Tag Archives: social housing

No social housing please, we’re Newham

10 Jun

600full charles hawtrey Sir Robin meets a developer who’d rather pay cash than provide social housing

Back at the end of March I submitted a Freedom of Information request to Newham council about the amount of new housing built in the borough since the award of the 2012 Olympics:

Since 6th July 2005 to today’s date:

1. How many dwellings have been built in Newham by private developers?

2. How many of these have been added to the borough’s social housing stock through section 106 agreements?

For both questions, please provide total figures for the borough and a breakdown by ward.

For the purposes of this question, a dwelling means a self-contained unit of accommodation. Self-containment is where all the rooms (including kitchen, bathroom and toilet) in a household’s accommodation are behind a single door which only that household can use.

The due date for a response was 30 April, three weeks before the local elections.

I finally got an answer on Friday, two weeks after the election (make of that what you will). It makes for some pretty dismal reading:

Ward Housing completions from all sources Of which built for social rent (of which delivered through a S106 agreement) Of which built as Council social rented stock
Beckton 467 33 (23)
Boleyn 83 2
Canning Town North 538 113 (93)
Canning Town South 1882 158 (153)
Custom House 196 78 (33) 6
East Ham Central 175 34
East Ham North 132 16 (9) 7
East Ham South 66 12
Forest Gate North 299 76 (61)
Forest Gate South 378 49 (2)
Little Ilford 131 11 (10)
Green Street East 105 0
Green Street West 249 40 (26)
Manor Park 124 6 2
Plaistow North 426 220 (38)
Plaistow South 184 9 1
Royal Docks 552 95 (16) 6
Stratford and New Town 2292 475 (363)
Wall End 47 0
West Ham 361 156 (85)
Total 8687 1583 (912) 22

 (all figures are no. of units)

The council’s Core Strategy document says, on the subject of affordable housing:

The Council will ensure that our communities are places where residents can afford to live, and are adaptable to their changing economic circumstances.
To achieve this we will:

1. Aim to ensure 50% of the number all new homes built over the plan period [2004 – 2013] are affordable;

2. Seek all new developments or redevelopments on individual sites with capacity for 10 units or more to provide between 35-50% of the number of proposed units affordable housing, comprising 60% social housing

On the basis of the figures provided to me, that’s a big fat fail. Why haven’t developers been required to stick to the plan? Why are blocks of apartments being built that can be advertised to overseas ‘investors’ as ‘100% private; no social housing’?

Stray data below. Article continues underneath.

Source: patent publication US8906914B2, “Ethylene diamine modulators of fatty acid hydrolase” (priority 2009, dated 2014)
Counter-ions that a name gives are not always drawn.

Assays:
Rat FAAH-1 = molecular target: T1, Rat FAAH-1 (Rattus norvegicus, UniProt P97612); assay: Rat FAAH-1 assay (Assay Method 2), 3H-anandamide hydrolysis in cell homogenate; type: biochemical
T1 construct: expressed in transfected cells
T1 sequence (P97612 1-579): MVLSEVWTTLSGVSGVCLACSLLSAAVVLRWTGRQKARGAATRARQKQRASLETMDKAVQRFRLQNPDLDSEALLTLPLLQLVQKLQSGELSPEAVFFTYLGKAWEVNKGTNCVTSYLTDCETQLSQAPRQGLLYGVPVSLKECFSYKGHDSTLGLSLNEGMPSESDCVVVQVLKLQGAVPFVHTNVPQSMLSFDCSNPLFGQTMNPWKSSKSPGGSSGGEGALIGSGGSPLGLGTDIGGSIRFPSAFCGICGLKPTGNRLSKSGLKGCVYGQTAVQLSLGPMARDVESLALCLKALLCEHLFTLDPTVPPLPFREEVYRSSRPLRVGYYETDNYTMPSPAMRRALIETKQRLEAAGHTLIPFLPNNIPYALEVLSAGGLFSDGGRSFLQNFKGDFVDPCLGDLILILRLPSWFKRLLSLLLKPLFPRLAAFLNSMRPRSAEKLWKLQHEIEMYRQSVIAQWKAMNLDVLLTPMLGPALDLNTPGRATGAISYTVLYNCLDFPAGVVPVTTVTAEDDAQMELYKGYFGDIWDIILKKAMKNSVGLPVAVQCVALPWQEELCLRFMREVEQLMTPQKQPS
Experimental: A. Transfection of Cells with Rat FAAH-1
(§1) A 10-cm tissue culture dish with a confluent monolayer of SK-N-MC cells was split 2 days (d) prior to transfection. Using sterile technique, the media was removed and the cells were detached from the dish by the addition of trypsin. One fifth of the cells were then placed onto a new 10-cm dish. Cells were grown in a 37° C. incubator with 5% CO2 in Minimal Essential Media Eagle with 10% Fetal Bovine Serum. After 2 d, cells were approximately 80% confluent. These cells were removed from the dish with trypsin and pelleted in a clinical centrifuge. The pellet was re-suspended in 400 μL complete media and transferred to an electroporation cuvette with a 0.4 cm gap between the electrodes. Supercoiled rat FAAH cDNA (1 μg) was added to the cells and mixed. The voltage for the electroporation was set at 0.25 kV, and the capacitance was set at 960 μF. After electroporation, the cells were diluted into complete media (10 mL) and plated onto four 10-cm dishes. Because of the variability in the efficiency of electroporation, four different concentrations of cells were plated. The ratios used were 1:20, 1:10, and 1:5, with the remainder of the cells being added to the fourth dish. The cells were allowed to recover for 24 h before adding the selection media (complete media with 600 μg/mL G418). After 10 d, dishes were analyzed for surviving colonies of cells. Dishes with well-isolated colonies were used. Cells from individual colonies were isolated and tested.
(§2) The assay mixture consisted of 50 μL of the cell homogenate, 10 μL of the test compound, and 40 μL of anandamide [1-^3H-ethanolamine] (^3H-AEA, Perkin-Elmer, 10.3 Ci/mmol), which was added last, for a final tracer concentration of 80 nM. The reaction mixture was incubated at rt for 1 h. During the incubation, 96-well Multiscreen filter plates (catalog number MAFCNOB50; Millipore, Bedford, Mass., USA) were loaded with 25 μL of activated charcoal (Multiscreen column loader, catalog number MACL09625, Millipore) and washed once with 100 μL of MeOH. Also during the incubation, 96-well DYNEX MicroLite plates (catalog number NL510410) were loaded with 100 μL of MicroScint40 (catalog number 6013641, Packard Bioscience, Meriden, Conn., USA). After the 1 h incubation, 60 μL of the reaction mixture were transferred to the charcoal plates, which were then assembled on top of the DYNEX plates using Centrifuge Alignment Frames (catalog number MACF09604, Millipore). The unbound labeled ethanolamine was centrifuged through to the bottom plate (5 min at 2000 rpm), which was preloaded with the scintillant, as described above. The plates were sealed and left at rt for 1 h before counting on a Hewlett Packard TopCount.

In recent years Newham has received millions of pounds from central government in new homes bonus and next to none of this has been spent on housing, despite the acknowledged need for more affordable housing in the borough. 

Newham has also been handed millions in payments from developers in lieu of social housing provision where “exceptionally” it has been judged impractical to provide it.

Hopefully (I’m not holding my breath) our newly elected local councillors will ask the questions residents want answered: where are the affordable homes we desperately need and where has the new homes bonus and S106 money been spent?

A social housing crisis in Newham?

12 Aug

According to an FOI reply delivered on 31 July the number of people waiting for a council house in Newham massively exceeds the total number of properties available. There are 17,535 social housing properties in Newham; and 24,544 households currently on the waiting list.

As the council itself admits the average waiting time for a 2-bedroom house is 13 years. Even for a bedsit the shortest waiting time is over 7 years.

Demand for social housing is extremely high in Newham and there are currently thousands of households on our housing register. The majority of people who apply will never be housed. [emphasis added]

Applicants at the back of the queue are likely to be permanently resident in the City of London cemetery long before Newham finds them a home.

So you would think that a major priority for the council would be building as many new homes for social rent as possible. But, as another FOI response (see page 23 of the linked Word document) makes very clear, that isn’t happening:

How many social homes for rent have been built in your local authority area since May 6th 2010? 6

How many social homes for rent to be built in future have, at this point in time, both planning permission and financing in place? None

Not that Newham isn’t building new homes. A council owned 500-home development on Stratford’s Leather Gardens estate, which will consist of a mixture of one and two bedroom flats, has been given the go-ahead. These will be offered to Newham residents as “affordable rented homes.”

If the scheme is successful Newham will create a local authority company tasked with acquiring or building more than 2,000 homes for “affordable rent” over the next decade.

Note that these homes will be for affordable rent, not for social rent. And they won’t be let directly by the council to households on the waiting list, but by an arms-length company operating as a private landlord.

There is a desperate need for social housing in Newham, but the council has decided instead to become “a player in the private rented sector” (to quote Councillor Andrew Baikie).

That is not a priority I would have normally associated with a Labour council.